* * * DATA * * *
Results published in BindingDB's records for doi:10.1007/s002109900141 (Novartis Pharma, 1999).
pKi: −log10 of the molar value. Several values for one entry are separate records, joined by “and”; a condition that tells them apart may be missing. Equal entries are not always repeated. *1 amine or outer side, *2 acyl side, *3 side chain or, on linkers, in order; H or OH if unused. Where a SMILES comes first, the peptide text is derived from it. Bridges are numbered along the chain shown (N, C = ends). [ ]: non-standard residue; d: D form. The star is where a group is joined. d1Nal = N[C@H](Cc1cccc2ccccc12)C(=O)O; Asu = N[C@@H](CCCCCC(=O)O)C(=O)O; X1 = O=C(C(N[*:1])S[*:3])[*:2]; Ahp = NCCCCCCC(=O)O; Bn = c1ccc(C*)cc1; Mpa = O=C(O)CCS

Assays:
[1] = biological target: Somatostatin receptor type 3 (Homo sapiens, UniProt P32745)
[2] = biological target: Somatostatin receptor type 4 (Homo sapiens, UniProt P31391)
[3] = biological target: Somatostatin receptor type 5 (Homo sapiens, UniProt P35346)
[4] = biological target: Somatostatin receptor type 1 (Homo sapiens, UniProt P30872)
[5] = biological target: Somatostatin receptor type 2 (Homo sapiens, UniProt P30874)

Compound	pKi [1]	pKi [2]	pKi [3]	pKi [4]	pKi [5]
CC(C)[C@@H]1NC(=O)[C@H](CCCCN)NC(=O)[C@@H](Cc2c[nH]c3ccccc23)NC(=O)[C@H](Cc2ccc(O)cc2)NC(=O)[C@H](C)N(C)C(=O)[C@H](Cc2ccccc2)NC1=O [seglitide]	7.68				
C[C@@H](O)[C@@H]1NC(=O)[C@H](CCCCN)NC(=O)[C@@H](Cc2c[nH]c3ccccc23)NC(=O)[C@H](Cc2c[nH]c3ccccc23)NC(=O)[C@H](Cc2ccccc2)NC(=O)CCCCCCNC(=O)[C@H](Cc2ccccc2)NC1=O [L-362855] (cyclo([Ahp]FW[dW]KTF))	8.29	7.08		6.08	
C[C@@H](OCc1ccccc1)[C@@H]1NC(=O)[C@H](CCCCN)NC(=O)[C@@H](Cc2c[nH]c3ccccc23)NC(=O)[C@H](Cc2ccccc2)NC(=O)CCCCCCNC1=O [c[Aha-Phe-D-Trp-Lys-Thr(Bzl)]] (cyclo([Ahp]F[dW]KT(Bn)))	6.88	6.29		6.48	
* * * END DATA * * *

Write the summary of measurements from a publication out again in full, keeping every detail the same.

Results published in BindingDB's records for doi:10.1007/s002109900141 (Novartis Pharma, 1999).
pKi: −log10 of the molar value. Several values for one entry are separate records, joined by “and”; a condition that tells them apart may be missing. Equal entries are not always repeated. *1 amine or outer side, *2 acyl side, *3 side chain or, on linkers, in order; H or OH if unused. Where a SMILES comes first, the peptide text is derived from it. Bridges are numbered along the chain shown (N, C = ends). [ ]: non-standard residue; d: D form. The star is where a group is joined. d1Nal = N[C@H](Cc1cccc2ccccc12)C(=O)O; Asu = N[C@@H](CCCCCC(=O)O)C(=O)O; X1 = O=C(C(N[*:1])S[*:3])[*:2]; Ahp = NCCCCCCC(=O)O; Bn = c1ccc(C*)cc1; Mpa = O=C(O)CCS

Assays:
[1] = biological target: Somatostatin receptor type 3 (Homo sapiens, UniProt P32745)
[2] = biological target: Somatostatin receptor type 4 (Homo sapiens, UniProt P31391)
[3] = biological target: Somatostatin receptor type 5 (Homo sapiens, UniProt P35346)
[4] = biological target: Somatostatin receptor type 1 (Homo sapiens, UniProt P30872)
[5] = biological target: Somatostatin receptor type 2 (Homo sapiens, UniProt P30874)

Compound	pKi [1]	pKi [2]	pKi [3]	pKi [4]	pKi [5]
CC(C)[C@@H]1NC(=O)[C@H](CCCCN)NC(=O)[C@@H](Cc2c[nH]c3ccccc23)NC(=O)[C@H](Cc2ccc(O)cc2)NC(=O)[C@H](C)N(C)C(=O)[C@H](Cc2ccccc2)NC1=O [seglitide]	7.68				
C[C@@H](O)[C@@H]1NC(=O)[C@H](CCCCN)NC(=O)[C@@H](Cc2c[nH]c3ccccc23)NC(=O)[C@H](Cc2c[nH]c3ccccc23)NC(=O)[C@H](Cc2ccccc2)NC(=O)CCCCCCNC(=O)[C@H](Cc2ccccc2)NC1=O [L-362855] (cyclo([Ahp]FW[dW]KTF))	8.29	7.08		6.08	
C[C@@H](OCc1ccccc1)[C@@H]1NC(=O)[C@H](CCCCN)NC(=O)[C@@H](Cc2c[nH]c3ccccc23)NC(=O)[C@H](Cc2ccccc2)NC(=O)CCCCCCNC1=O [c[Aha-Phe-D-Trp-Lys-Thr(Bzl)]] (cyclo([Ahp]F[dW]KT(Bn)))	6.88	6.29		6.48	